Plastic bags

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A million plastic bags are being consumed every minute across the globe. This amounts to 150 bags a year for every person on earth. A majority of those bags go right out the door of your local grocery store and end up at the dump. The rest do not make it that far, and ultimately end up as litter.

Shoppers worldwide are using close to 1 trillion plastic bags per year. These plastic bags are choking our drains, their presence in the environment is killing many species and in poor countries people carry cooked food in them, which in turn is affecting their health. Introduced in the 1970s, plastic bags now account for four out of every five bags handed out at the grocery store.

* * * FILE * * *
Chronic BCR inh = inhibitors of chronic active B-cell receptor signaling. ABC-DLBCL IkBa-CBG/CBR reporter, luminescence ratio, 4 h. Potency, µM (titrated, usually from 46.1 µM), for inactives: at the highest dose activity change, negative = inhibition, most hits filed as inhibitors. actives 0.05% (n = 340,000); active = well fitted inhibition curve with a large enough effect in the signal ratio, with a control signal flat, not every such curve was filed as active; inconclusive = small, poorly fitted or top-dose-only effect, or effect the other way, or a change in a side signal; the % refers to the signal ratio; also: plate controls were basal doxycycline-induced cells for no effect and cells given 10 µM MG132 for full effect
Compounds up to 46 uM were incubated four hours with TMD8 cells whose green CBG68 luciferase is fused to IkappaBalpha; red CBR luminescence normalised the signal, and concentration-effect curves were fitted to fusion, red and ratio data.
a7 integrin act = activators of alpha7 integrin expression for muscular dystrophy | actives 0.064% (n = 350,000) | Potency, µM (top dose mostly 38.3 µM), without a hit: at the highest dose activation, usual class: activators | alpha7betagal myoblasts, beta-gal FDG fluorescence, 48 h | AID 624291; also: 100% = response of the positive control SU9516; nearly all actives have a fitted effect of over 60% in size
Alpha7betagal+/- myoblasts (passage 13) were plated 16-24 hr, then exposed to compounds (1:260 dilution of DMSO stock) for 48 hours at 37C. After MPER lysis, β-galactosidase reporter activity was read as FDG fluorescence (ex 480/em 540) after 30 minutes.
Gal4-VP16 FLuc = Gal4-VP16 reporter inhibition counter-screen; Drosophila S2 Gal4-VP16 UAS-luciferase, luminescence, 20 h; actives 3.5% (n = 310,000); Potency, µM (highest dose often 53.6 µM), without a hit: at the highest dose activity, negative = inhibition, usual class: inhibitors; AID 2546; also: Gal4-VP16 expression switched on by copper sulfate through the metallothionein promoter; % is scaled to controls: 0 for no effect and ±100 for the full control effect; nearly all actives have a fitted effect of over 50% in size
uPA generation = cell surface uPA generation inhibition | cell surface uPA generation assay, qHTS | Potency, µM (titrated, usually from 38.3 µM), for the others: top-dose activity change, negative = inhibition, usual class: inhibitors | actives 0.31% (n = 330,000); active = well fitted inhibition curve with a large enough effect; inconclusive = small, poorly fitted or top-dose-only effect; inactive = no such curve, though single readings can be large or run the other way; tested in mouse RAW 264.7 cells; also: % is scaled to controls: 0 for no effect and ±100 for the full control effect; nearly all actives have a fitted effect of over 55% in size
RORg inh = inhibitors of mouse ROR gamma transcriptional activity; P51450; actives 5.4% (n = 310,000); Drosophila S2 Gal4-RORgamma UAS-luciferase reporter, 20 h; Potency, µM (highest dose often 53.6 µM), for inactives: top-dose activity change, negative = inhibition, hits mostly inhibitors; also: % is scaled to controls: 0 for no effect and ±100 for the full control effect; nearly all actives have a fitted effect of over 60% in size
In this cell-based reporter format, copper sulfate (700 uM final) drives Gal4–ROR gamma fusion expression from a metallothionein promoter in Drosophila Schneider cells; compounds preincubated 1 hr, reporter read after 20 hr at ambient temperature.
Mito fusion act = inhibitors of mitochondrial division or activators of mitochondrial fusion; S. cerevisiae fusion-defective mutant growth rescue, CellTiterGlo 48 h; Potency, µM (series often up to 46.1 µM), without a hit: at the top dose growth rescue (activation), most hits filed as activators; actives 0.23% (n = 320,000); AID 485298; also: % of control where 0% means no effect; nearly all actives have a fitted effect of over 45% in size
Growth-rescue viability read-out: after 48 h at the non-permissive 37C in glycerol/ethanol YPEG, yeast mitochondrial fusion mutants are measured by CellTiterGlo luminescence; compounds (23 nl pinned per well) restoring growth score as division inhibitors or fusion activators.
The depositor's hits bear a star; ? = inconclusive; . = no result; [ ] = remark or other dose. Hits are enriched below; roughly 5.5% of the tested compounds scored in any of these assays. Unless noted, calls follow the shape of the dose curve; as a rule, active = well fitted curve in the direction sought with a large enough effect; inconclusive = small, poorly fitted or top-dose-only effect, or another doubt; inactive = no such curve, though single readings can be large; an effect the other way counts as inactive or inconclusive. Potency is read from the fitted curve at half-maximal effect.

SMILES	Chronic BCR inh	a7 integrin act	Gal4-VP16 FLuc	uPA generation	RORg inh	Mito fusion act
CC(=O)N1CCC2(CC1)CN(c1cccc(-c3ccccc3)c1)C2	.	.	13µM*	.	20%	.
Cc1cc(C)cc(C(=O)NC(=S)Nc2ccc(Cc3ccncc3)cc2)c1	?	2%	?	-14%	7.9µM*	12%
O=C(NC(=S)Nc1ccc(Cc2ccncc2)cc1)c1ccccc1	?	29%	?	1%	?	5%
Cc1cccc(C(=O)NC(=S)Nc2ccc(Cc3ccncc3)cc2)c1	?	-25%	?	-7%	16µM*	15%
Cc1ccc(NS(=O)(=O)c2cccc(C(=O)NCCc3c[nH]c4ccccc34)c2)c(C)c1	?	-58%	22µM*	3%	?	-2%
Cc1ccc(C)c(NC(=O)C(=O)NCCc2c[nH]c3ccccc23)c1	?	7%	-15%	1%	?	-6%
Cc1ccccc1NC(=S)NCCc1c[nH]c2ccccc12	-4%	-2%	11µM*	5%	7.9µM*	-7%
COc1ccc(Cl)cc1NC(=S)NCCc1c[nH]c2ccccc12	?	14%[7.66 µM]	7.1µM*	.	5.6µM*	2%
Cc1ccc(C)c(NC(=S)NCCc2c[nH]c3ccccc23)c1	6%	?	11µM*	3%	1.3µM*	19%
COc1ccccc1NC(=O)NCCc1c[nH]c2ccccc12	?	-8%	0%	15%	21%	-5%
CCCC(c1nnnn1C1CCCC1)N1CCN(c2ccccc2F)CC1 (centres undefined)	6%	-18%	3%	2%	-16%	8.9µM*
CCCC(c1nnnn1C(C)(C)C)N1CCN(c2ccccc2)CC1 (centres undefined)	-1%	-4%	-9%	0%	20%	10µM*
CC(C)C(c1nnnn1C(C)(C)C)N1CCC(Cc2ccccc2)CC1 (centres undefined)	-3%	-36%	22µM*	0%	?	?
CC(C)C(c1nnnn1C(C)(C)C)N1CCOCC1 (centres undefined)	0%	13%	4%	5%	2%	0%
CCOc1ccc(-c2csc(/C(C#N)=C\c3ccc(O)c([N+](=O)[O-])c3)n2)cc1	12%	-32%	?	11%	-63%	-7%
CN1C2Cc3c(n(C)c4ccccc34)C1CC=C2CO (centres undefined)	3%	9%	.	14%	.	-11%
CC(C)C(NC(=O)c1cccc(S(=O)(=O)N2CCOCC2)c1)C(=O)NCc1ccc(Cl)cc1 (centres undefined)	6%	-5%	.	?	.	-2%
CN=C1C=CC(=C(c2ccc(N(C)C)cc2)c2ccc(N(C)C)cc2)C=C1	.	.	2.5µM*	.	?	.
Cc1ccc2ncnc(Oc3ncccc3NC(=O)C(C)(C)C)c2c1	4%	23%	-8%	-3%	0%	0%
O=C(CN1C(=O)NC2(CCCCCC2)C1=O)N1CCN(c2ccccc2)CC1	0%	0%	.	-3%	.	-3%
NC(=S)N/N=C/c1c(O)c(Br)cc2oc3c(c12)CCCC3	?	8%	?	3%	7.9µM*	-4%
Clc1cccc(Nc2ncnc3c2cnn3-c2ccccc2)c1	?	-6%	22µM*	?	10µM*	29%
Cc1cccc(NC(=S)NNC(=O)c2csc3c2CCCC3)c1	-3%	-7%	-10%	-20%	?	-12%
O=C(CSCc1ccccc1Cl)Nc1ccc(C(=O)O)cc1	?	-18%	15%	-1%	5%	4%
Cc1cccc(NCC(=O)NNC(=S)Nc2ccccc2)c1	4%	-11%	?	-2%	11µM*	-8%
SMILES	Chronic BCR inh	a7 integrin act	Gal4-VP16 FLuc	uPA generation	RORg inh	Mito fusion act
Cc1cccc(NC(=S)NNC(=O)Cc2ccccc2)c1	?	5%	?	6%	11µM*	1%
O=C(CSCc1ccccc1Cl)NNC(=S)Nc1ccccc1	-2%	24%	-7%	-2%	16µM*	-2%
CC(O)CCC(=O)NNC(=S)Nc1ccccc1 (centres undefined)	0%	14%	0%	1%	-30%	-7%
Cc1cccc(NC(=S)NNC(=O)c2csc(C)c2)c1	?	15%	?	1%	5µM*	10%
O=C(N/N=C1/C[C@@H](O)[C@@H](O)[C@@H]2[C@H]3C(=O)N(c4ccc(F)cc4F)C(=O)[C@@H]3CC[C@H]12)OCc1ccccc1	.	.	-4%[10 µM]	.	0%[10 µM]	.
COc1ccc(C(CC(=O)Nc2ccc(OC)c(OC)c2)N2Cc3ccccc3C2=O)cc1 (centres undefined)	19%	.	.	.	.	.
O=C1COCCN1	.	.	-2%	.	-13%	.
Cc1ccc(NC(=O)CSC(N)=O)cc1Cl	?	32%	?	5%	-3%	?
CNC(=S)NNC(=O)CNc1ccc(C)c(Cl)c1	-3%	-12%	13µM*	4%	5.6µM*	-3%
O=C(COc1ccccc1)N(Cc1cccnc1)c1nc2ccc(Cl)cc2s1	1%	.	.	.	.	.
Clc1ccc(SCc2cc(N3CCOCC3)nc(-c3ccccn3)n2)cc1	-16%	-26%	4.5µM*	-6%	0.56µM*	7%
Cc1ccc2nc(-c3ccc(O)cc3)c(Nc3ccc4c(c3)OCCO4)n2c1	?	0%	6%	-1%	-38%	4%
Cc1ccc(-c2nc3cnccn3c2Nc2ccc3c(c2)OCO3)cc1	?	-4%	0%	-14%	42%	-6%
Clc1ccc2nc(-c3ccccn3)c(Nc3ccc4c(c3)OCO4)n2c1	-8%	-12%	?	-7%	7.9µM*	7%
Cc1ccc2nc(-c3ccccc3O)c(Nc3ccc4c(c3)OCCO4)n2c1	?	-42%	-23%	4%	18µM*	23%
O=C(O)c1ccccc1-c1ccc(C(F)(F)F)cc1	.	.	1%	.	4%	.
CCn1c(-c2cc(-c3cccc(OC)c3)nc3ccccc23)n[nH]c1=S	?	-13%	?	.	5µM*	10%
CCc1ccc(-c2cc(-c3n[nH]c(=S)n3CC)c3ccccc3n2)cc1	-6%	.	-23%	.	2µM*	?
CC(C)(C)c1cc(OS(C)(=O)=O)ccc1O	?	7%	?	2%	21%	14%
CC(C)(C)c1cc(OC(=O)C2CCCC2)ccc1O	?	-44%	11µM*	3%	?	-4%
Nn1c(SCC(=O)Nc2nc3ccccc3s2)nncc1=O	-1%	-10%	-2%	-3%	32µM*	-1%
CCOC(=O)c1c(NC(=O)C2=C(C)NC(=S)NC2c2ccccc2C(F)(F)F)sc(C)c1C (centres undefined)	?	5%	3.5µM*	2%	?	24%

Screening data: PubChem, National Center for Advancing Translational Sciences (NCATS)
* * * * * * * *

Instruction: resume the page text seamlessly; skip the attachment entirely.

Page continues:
[edit] Why should I be aware of this?

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Plastic bags of all kinds present a significant and costly form of pollution, and waste. Plastic bags on streets, beaches, and parkways are more than just an eyesore. They pose a serious danger to the environment. Most plastic bags find their way into the storm drain system and the marine environment. Even plastic bags that get “thrown away” do not always make it to the landfill, but can get diverted by wind or improper handling.

Ultra-thin bags pose the most serious threat to the environment because they are typically used once and then thrown away, littering streets, fields and streams and creating what is called “white pollution”.